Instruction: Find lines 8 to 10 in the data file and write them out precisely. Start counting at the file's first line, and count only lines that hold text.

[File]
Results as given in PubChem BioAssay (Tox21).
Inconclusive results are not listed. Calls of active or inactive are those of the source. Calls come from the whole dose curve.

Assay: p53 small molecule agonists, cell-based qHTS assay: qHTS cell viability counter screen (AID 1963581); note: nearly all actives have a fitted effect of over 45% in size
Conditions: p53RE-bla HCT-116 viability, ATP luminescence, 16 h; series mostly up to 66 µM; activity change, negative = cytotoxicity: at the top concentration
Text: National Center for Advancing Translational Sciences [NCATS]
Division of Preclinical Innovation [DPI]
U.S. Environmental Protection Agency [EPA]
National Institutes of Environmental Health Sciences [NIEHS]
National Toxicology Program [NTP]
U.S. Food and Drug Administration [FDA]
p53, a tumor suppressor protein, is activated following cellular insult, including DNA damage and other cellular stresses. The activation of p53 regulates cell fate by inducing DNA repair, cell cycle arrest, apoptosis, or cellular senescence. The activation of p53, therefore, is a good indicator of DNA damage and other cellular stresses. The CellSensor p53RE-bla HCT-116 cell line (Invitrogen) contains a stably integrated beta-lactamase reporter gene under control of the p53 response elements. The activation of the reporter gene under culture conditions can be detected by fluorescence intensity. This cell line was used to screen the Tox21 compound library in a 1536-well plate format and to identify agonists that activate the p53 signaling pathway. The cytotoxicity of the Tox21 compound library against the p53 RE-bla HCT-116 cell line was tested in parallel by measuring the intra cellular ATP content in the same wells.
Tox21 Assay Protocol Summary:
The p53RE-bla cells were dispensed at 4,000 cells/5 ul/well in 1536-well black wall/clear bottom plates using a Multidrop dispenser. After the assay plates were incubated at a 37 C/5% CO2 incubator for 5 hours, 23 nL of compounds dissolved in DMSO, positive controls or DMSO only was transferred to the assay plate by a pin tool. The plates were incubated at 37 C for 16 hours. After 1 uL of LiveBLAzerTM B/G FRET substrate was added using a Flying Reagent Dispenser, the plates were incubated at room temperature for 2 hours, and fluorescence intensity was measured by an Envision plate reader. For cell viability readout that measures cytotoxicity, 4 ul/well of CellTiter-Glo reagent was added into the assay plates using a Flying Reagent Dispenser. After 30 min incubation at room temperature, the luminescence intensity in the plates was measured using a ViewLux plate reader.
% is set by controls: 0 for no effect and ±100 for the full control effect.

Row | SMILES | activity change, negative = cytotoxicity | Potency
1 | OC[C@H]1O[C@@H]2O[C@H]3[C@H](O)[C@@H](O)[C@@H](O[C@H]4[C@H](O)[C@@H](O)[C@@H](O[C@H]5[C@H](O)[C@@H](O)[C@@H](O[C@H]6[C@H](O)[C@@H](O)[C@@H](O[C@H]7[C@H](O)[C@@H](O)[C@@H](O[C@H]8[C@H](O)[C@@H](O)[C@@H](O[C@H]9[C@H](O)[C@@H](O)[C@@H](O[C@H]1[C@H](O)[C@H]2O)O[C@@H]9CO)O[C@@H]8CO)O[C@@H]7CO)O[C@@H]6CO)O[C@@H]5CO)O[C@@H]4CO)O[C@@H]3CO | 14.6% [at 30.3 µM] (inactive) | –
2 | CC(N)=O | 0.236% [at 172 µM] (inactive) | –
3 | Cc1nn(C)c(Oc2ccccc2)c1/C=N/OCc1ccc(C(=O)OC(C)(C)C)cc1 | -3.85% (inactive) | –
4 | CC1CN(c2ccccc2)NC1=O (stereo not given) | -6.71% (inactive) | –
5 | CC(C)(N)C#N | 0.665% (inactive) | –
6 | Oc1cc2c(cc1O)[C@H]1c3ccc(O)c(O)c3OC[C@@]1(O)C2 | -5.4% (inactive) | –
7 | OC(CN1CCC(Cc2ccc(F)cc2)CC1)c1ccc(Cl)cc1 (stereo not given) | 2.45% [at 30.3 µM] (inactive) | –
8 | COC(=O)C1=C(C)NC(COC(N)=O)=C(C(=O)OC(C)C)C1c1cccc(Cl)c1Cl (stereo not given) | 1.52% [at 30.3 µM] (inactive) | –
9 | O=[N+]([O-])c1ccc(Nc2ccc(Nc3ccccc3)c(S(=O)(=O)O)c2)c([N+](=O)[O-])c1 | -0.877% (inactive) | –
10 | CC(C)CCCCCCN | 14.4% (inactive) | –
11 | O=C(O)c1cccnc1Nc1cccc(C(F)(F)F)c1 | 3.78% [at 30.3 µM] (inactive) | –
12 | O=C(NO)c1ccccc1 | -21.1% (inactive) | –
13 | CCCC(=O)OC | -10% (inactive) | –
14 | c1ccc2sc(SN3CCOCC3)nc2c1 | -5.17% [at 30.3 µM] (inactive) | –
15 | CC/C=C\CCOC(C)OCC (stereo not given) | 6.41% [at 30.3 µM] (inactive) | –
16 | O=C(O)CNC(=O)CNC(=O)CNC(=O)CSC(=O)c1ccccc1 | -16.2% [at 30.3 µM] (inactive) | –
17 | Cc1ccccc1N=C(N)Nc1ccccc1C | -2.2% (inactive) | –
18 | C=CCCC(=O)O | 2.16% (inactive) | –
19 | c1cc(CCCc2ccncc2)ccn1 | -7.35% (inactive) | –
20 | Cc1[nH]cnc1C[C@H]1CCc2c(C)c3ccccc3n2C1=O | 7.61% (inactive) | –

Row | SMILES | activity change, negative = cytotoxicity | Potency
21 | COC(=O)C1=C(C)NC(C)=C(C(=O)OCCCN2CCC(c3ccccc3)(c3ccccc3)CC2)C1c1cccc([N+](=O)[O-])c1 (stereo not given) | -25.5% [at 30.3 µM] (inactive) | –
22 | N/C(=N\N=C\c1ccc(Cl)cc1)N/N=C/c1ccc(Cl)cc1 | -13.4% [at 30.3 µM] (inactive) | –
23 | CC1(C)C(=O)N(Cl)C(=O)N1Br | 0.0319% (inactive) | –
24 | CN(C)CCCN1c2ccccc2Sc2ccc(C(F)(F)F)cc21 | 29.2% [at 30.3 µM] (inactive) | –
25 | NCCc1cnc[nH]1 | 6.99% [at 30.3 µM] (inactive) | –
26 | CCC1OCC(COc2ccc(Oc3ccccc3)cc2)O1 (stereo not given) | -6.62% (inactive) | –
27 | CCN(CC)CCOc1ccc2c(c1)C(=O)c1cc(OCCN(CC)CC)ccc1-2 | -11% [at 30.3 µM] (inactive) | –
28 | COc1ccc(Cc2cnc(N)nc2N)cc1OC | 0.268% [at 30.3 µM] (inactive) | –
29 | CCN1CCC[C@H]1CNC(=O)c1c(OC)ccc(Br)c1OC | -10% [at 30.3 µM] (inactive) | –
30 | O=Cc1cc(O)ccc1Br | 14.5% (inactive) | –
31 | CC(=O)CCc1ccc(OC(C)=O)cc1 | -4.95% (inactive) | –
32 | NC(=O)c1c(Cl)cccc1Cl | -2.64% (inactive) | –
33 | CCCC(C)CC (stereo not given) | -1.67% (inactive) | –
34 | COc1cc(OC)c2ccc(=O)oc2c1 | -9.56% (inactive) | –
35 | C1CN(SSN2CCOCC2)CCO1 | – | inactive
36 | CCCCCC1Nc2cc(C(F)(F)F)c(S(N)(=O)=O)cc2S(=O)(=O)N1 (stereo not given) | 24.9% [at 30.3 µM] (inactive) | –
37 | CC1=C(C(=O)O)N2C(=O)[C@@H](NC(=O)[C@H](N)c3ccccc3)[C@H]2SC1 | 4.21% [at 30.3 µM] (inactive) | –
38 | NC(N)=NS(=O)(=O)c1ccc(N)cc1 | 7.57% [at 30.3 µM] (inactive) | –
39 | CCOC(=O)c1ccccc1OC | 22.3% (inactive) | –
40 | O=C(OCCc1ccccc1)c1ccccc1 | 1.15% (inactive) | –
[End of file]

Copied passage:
National Institutes of Environmental Health Sciences [NIEHS]
National Toxicology Program [NTP]
U.S. Food and Drug Administration [FDA]